Manufacturing & Prototyping

Two Concepts for Deployable Trusses

Thermal-actuation and misalignment-tolerant double-pivot designs are proposed.Two concepts that could be applied separately or together have been suggested to enhance the utility of deployable truss structures. The concepts were intended originally for application to a truss structure to be folded for compact stowage during transport and subsequently deployed in outer space. The concepts may also be applicable, with some limitations, to deployable truss structures designed to be used on Earth.

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External Adhesive Pressure-Wall Patch

A hole in a pressure wall can be patched, without need for previously installed faste A mechanical device has been developed for applying an adhesive patch, from the outside, to the wall of a spacecraft module that has lost pressure because of penetration by a meteoroid or a piece of orbital debris. This device will make it possible to seal and re-pressurize the affected module during space flight. Devices identical or similar to this one might also prove useful in the repair of other pressurized bodies and similar objects, including gas and oil pipes and ship hulls, for example.

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Glass Cure Plates for Fabricating Flat Composite Panels

Costs are lower than those of aluminum cure plates. Glass plates are used as cure plates in a modified process for the fabrication of flat composite-material (matrix/fiber) panels. In the unmodified previous version of the process the cure plates were made of aluminum.

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Writing Circuit Patterns by Use of Scanning UV Lasers

Prototype circuits can be fabricated rapidly. Scanning ultraviolet (UV) lasers would be used to expose ultraviolet-sensitive photoresists to form patterns of conductors for electronic circuits, according to a proposal. Heretofore, such patterns have been formed by exposing photoresists to collimated ultraviolet or visible light through contact or proximity photomasks. The use of scanning lasers would make it unnecessary to make or use masks, and it would be amenable to rapid fabrication of prototype circuits.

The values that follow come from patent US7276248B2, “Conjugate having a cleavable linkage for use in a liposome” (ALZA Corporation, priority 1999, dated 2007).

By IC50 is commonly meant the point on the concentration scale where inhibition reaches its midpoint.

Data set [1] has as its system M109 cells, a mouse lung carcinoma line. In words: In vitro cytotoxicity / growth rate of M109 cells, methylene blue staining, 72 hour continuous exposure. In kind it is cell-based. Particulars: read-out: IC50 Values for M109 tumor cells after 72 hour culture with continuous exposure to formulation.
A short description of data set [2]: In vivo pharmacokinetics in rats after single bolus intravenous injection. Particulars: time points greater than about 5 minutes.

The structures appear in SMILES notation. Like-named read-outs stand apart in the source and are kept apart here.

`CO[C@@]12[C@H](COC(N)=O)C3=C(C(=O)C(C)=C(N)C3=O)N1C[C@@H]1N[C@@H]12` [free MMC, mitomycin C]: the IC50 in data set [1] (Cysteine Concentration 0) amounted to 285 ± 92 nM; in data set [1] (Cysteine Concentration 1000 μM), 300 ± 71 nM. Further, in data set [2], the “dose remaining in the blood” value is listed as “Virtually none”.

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Software for Designing Plasma Reactors for Microelectronics

Outer-space plasmas and arc-jet plasmas are well known to many researchers at NASA. Efforts to understand the structures of these plasmas have consumed years of research at various NASA laboratories. Computational modeling of such plasmas involves analyses of multicomponent, multitemperature flows, and many computer codes developed by NASA are available for this purpose. Now, researchers at Ames Research Center have applied their expertise to understand a different kind of plasma — the kind used in manufacturing integrated circuits.

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Gap Welding Preforms

Ribbon RF connections could be made with greater consistency. Small, temporary, disposable inserts, called "gap welding preforms," have been proposed for use in attaching electrically conductive ribbons to radio-frequency (RF) electronic circuits. As explained below, the use of gap welding preforms would help to ensure consistency of the ribbon connections and would reduce the time necessary for making the connections.

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Low-Plasticity Burnishing

Fatigue life and resistance to damage are increased at relatively low cost. Low-plasticity burnishing (LPB) has been devel- oped as an affordable means of imparting residual compressive stresses to surface layers of metal parts (especially engine components) in order to increase their fatigue lives. Heretofore, surface compressive stresses to enhance the fatigue lives have been produced, variously, by shot peening or laser shock peening. Unfortunately, thermal relaxation has been found to result in loss of the needed surface-layer compressive stresses, with consequent shortening of component lives and reduction of engine performances. Hence, what is needed is a means of imparting thermally stable surface compression.

Posted in: Manufacturing & Prototyping, Briefs, TSP

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